eight years old but I can remember some excitement as we thought we might be
going to America.
With this thought in mind some families pulled out and refused to go, and
there was some disappointment among the other children when their mothers
decided to return home.
My Gran and mother had decided to continue, and we waited for a long time for
Eventually, we were told that there was to be no transport and that we would
have to walk to Dagenham docks to catch the ship?
I don't know how long we had waited, but it was quite light, and I would
guess the time to be around 8 or 9 o'clock.
Luckily for us the weather was mild and fine.
The walk was a long one, several miles and while the mothers and older
children struggled with all their baggage, the younger ones, I included,
played chase for most of the way.
I remember we were all strung out in a long column walking along the edge of
the road. Several more families dropped out during this long walk and
returned home. Even so there were still several hundred people in that long
column and eventually, we reached the docks about lunch time.
There were two ships docked and waiting for us, and I believe that quite a
number of families from other areas had already arrived because there seemed
to be a lot of mothers and children already on board.
My family eventually boarded the royal sovereign, a paddle steamer that used
to carry holiday passengers up and down the Thames river during the summer.
We eventually, sailed and arrived at great Yarmouth late in the afternoon.
We were transported on corporation buses to a local school where we spent
the night sleeping in the classrooms.
This is my recollection of that infamous day.
THE ROCKET BATTERY
In late 1943 the foster mother with whom my sisters were living was having a baby,
and it was decided that we should all return to Dagenham for seven weeks holiday.
At this time German air-aids were only sporadic with only a few bombers coming over
at night to bomb London and the surrounding area.
The sound of the anti aircraft gunfire was much louder than the sound
of any bombers exploding.
My mother had made a bed up for my two sisters under a side-board in the living
room, and I was sleeping on the settee; my mother was sitting in an armchair doing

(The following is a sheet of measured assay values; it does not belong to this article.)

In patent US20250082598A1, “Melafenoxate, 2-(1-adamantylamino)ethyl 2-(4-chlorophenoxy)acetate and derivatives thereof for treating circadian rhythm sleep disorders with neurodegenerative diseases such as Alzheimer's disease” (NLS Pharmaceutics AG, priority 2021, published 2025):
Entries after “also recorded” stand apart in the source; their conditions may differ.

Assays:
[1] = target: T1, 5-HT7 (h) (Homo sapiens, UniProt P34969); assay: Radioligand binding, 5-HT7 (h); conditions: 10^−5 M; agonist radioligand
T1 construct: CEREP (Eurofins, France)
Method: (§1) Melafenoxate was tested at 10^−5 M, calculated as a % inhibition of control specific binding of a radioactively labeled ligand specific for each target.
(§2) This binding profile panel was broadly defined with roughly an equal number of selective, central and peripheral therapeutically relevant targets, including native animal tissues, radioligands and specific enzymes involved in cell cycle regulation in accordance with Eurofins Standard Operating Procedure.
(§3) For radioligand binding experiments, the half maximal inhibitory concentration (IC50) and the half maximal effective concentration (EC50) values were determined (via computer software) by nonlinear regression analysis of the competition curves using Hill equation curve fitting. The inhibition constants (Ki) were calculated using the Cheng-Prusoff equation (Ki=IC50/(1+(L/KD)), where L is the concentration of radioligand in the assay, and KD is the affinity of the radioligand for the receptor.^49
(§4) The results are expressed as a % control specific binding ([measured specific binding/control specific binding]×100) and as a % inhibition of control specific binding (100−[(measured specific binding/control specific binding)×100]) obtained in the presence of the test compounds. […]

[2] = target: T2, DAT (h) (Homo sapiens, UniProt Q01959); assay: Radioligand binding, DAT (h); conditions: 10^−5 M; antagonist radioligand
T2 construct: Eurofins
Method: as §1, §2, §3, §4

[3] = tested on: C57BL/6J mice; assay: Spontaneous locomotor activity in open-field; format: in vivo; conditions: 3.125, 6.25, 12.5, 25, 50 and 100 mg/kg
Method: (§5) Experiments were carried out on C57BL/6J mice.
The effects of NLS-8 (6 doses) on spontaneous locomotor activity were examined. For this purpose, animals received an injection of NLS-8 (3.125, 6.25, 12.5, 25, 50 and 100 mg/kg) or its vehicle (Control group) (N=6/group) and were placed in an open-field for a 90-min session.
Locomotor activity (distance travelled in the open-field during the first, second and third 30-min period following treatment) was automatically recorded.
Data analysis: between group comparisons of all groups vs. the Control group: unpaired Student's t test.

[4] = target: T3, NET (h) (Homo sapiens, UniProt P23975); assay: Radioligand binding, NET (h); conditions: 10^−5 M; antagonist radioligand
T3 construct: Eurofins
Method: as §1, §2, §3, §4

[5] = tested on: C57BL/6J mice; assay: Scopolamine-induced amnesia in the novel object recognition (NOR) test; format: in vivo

some knitting. The air raid siren had sounded, but often nothing happened as the
Germans used to fly just up to the coast and turn away. The radar had picked them
up, and the sirens would then automatically sound.
This was done to interrupt people sleeping and getting a good nights rest.
Because of this, many people took no notice and carried on with whatever
they were doing, and did not go into their shelters.
I was sitting up on the settee building a cardboard cutout airplane model, and we
could hear the bombers high overhead, the anti aircraft guns were making their usual
noisy cracks and bangs when suddenly there was a terrific whooshing
sound like an express train coming through the side of the house.
I bolted off the settee and joined my sisters under the side-board and then looked to see
where my mother was, she was still sitting in the armchair and was quite amused and
was quietly laughing at my antics, I think I had just invented coloured under pants!
It turned out that the local park just up the road had gotten a battery of anti aircraft rockets
installed, and there was eighty of these rocket launchers and they produced quite a
racket when they were all fired off together. After this I used to got outside when the
sirens went off to watch the rockets being fired, it was quite a firework display.
It was quite spectacular to see the rockets exploding as they were fused to go off
at different heights to bracket any enemy planes they managed to get near.